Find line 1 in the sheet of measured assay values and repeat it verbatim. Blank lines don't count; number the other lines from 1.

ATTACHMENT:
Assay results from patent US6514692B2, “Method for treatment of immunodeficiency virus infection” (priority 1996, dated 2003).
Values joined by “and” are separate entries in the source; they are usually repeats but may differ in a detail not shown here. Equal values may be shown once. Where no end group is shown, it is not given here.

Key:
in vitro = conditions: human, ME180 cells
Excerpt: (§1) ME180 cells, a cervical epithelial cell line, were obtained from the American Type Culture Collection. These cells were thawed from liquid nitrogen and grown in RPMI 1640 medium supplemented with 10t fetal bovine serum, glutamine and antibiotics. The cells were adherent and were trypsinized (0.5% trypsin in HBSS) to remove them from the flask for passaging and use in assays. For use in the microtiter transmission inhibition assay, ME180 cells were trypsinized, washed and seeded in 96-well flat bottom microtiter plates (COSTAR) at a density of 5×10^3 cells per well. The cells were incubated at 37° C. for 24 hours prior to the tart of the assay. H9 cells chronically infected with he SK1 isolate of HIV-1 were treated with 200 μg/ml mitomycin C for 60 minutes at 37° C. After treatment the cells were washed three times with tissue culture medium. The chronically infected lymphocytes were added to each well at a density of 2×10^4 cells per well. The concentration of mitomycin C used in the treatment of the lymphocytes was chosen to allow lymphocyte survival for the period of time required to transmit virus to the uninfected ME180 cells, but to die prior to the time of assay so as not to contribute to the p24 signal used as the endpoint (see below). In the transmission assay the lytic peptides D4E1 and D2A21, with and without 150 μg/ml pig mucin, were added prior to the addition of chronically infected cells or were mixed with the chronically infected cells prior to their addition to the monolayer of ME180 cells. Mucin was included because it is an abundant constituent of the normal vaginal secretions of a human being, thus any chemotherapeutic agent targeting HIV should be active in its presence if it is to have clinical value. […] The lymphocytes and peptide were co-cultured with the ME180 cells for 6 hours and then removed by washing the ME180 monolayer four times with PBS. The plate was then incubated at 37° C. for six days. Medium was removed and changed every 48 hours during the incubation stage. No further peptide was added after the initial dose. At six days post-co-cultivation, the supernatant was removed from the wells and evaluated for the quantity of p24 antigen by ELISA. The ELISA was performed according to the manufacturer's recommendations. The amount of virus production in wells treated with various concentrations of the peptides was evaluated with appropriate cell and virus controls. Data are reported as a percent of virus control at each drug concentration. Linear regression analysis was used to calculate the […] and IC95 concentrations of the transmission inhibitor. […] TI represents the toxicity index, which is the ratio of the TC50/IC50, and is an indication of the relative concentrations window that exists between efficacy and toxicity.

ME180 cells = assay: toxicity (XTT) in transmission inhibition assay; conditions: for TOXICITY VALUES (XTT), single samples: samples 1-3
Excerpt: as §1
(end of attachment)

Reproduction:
Assay results from patent US6514692B2, “Method for treatment of immunodeficiency virus infection” (priority 1996, dated 2003).